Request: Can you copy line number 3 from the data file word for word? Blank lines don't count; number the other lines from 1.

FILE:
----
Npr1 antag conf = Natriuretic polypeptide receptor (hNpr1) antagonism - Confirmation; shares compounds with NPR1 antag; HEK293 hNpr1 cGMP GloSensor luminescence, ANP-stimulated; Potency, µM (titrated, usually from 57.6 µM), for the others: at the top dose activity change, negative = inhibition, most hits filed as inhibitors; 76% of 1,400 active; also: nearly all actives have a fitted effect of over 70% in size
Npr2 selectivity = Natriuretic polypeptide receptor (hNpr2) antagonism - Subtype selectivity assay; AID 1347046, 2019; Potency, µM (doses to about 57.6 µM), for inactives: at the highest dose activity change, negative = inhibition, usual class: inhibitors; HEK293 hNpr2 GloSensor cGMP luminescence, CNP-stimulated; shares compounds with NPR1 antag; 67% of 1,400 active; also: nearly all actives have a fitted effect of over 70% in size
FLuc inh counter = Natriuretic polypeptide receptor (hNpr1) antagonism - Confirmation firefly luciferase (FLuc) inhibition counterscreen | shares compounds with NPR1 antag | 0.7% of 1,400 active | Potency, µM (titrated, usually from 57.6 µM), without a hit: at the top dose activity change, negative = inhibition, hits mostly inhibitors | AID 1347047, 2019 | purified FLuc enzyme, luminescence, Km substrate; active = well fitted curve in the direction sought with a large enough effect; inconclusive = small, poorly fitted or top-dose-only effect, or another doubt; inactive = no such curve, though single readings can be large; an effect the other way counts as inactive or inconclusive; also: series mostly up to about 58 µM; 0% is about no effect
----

FLuc inh counter = Natriuretic polypeptide receptor (hNpr1) antagonism - Confirmation firefly luciferase (FLuc) inhibition counterscreen | shares compounds with NPR1 antag | 0.7% of 1,400 active | Potency, µM (titrated, usually from 57.6 µM), without a hit: at the top dose activity change, negative = inhibition, hits mostly inhibitors | AID 1347047, 2019 | purified FLuc enzyme, luminescence, Km substrate; active = well fitted curve in the direction sought with a large enough effect; inconclusive = small, poorly fitted or top-dose-only effect, or another doubt; inactive = no such curve, though single readings can be large; an effect the other way counts as inactive or inconclusive; also: series mostly up to about 58 µM; 0% is about no effect